Why Hybrid Vehicles are More Ecological than EVs

just got homeee, been shopping so broke lol Car

With calls for decarbonization, there is a growing movement, especially in Europe, to eliminate engine cars, including hybrids. Of course, there is no doubt that EVs are environmentally friendly eco-cars. On the other hand, there may be many automobile users who are questioning trends toward EVs as the norm. In fact, hybrid vehicles, especially the latest Japanese models, have reached a level of efficiency that, in total, can be said to have a lower environmental impact than most EVs now. It seems to me that there are many things that need to be considered, including the many ways in which cars can be used.

EVs are eco-friendly when they are in motion

EVs are certainly clean vehicles while in motion. When you encounter them in underground parking lots, etc. They are not only quiet, but also emit no exhaust gas, so they have no negative impact on the human body, and you can get the impression that they are eco-friendly vehicles.However, this is only a story for the moment, when driving.

In fact, in Japan today, it is not possible to reduce CO2 emissions from EVs to zero. This is because EVs emit a considerable amount of CO2 during the process of manufacturing, electricity required for driving, and recycling after use.When compared with LCA (Life Cycle Assessment = evaluation of CO2 emissions from the time materials are manufactured, during use, and when they are recycled at disposal), EVs have a surprisingly high environmental impact.

 In Europe, this issue has long been addressed, and a system has been established to manufacture batteries and cars using renewable energy. Even so, the difficulty of achieving carbon neutrality from raw materials to disposal is extraordinary. The same is true for cars other than EVs, but does it not seem contradictory that EVs, which claim high environmental performance, emit more CO2 during manufacturing than engine cars.

Hybrids in terms of environmental impact

Hybrid cars emit more CO2 during manufacturing than gasoline cars, but not as much as EVs, and their fuel economy is much better than that of gasoline cars. In addition, lithium and cobalt, the materials used in batteries, are not only limited resources, but also cause environmental pollution during the mining and refining processes. These materials are risky to produce in enormous quantities due to the health problems of miners and the impact on residents, animals, and plants. Cobalt-free batteries and batteries using materials other than lithium are being developed, but it will be some time before they can be put to practical use and replace the current lithium-ion batteries.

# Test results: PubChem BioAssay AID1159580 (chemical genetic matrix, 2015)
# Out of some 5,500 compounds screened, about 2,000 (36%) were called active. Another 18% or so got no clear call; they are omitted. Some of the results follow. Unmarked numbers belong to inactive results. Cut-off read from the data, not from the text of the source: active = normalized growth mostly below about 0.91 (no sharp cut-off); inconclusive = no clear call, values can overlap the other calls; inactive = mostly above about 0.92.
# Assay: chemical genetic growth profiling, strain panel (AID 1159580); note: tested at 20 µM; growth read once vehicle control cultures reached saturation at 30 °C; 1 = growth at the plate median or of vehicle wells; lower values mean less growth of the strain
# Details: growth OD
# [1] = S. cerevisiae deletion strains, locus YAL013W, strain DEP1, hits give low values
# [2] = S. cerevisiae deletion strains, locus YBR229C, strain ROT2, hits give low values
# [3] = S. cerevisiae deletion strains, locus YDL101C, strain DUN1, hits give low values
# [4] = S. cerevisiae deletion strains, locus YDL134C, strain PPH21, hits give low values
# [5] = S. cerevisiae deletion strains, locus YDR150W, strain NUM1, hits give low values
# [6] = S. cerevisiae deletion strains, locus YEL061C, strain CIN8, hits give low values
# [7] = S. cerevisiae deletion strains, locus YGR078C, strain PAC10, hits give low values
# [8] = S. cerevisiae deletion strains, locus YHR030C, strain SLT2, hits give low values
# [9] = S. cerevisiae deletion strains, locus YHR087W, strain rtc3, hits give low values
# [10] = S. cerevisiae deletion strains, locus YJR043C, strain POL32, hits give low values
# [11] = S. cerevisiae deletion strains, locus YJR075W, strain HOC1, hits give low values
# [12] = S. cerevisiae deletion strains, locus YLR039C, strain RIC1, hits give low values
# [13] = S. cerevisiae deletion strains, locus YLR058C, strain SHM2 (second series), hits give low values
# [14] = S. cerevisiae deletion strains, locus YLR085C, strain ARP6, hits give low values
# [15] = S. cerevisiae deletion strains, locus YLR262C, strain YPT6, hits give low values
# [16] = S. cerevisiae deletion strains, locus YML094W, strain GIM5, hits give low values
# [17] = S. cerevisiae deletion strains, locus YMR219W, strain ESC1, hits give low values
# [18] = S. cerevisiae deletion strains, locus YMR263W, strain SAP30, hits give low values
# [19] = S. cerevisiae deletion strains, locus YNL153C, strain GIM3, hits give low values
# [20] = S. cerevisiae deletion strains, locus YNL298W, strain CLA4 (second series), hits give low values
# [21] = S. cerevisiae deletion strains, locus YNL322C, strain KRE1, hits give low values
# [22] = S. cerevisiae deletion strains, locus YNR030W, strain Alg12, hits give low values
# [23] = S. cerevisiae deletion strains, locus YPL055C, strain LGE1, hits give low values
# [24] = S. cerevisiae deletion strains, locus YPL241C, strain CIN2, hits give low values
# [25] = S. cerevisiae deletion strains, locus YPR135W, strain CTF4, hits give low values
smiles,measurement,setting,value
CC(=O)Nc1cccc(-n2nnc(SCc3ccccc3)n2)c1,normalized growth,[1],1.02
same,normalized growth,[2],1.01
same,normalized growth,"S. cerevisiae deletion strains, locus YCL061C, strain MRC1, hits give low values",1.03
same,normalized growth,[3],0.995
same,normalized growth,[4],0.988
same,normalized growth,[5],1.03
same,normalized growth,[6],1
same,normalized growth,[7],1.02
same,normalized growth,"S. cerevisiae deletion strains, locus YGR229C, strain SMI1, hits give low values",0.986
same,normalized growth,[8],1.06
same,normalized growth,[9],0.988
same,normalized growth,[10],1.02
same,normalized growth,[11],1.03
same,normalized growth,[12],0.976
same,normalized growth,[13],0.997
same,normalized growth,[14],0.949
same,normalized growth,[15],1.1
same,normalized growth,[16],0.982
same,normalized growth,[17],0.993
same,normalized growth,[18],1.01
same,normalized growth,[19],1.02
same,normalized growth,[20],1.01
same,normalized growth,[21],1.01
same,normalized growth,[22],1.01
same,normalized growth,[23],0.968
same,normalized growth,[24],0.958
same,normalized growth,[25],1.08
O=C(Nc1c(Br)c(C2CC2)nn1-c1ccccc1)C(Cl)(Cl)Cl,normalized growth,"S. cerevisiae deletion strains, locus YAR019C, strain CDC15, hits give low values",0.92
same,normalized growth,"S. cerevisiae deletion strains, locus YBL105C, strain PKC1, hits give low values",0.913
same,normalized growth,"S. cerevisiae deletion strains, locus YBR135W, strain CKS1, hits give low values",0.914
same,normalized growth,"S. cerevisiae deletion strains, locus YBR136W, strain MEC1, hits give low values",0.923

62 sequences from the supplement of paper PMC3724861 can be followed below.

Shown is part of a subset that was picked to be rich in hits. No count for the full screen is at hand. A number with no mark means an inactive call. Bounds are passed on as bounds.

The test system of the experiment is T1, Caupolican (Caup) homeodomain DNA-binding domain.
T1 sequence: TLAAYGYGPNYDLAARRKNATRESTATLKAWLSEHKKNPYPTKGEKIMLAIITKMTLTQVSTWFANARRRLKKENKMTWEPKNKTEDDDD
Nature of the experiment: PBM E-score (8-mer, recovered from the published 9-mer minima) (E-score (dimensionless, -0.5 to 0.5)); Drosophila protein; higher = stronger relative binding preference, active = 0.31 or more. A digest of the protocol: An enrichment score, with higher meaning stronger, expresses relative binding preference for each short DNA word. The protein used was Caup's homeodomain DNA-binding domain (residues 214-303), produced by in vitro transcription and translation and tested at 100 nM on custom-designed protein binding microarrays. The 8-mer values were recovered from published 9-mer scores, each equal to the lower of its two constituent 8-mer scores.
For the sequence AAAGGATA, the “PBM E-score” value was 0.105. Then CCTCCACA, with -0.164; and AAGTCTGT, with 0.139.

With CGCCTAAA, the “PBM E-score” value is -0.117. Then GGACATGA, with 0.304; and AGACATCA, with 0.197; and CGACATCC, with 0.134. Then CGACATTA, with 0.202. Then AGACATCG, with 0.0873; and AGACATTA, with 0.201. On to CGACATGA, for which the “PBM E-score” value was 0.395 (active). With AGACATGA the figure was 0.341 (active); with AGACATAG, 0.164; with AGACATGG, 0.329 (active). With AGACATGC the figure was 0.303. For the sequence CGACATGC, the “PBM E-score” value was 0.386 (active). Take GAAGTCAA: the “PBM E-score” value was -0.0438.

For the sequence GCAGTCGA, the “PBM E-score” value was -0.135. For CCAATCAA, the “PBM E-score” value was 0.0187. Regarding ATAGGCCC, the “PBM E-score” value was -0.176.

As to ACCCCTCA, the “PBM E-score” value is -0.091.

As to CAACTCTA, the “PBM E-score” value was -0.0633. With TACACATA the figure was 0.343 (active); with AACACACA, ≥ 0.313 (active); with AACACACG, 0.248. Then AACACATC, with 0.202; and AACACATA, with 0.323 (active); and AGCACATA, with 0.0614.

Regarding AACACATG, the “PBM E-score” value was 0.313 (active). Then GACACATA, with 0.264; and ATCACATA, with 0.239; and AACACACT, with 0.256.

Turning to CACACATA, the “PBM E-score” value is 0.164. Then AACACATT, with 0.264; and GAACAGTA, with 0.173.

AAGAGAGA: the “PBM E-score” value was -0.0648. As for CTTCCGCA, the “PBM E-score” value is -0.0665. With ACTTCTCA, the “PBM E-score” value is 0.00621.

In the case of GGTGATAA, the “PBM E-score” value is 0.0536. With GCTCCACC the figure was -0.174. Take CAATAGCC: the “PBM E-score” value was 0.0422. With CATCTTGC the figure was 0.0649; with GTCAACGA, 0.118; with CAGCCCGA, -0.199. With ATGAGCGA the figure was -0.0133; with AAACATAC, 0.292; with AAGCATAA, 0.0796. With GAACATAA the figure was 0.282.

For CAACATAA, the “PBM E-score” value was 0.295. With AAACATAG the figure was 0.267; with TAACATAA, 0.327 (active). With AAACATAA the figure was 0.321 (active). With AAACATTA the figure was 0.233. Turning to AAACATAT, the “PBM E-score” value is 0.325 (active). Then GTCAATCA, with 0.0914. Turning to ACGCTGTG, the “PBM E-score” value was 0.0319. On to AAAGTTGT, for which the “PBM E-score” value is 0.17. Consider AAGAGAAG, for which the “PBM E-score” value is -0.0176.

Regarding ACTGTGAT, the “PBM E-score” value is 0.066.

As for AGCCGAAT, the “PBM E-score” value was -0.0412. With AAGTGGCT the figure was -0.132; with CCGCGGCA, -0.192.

The country that says, “As long as we can reduce CO2 emissions from cars, we will not worry about other pollution problems. No country will ever say such a foolish thing, so the road to EVs becoming truly earth-friendly vehicles is still far from over.  Hybrids are equipped with the same components as EVs, so the fundamental problems they face are the same. However, considering that they require only one-tenth the number of batteries, the environmental impact per vehicle will be much lower.

Only a limited number of users will be able to choose EVs

For users who are going to purchase or replace their cars, the choice between EVs and hybrids (including PHEVs) may be a difficult one to make. Recently, some articles introducing EVs have pointed out the high price of EVs, but this is because they do not consider the subsidies and the low cost of electricity when driving compared to gasoline. Rather, what we should worry about with EVs is the trade-in price when we replace them, and now we are in a situation where we can buy EVs if the environment for recharging is good.

 On the other hand, if a user lives in a house or condominium without a parking space, he or she will continue to use an EV by using a quick charger installed nearby. The electricity cost of EVs does not include the loss caused by this charging. This is because the loss is small for normal recharging alone. The LCA also counts only the power charged to the battery when charging EVs, but power losses occur on both the charger side and the vehicle body side.

Naturally, the higher the voltage, the greater the loss during recharging, so even the rapid recharging standards that have been developed in recent years to achieve higher voltages cannot improve power loss much, even if they ensure safety.

In the case of hybrid vehicles, the battery is charged either by the power of the engine or by kinetic energy during driving, so fuel consumption represents all CO2 emissions, but this is not the case with EVs. Without capturing this invisible thing called electricity and evaluating it carefully, the environmental performance of EVs and PHEVs cannot be accurately judged. Even with this explanation, neither EVs nor hybrids can demonstrate superior environmental performance unless users buy them. Since the main goal of both is to reduce CO2 emissions, manufacturers should disclose as much detailed information as possible to create a market in which they can compete for superiority.

 Then, based on such data, we should consider the regulation of engine cars objectively. It is not enough to use electricity for everything, but there are other options for using engines besides fossil fuels.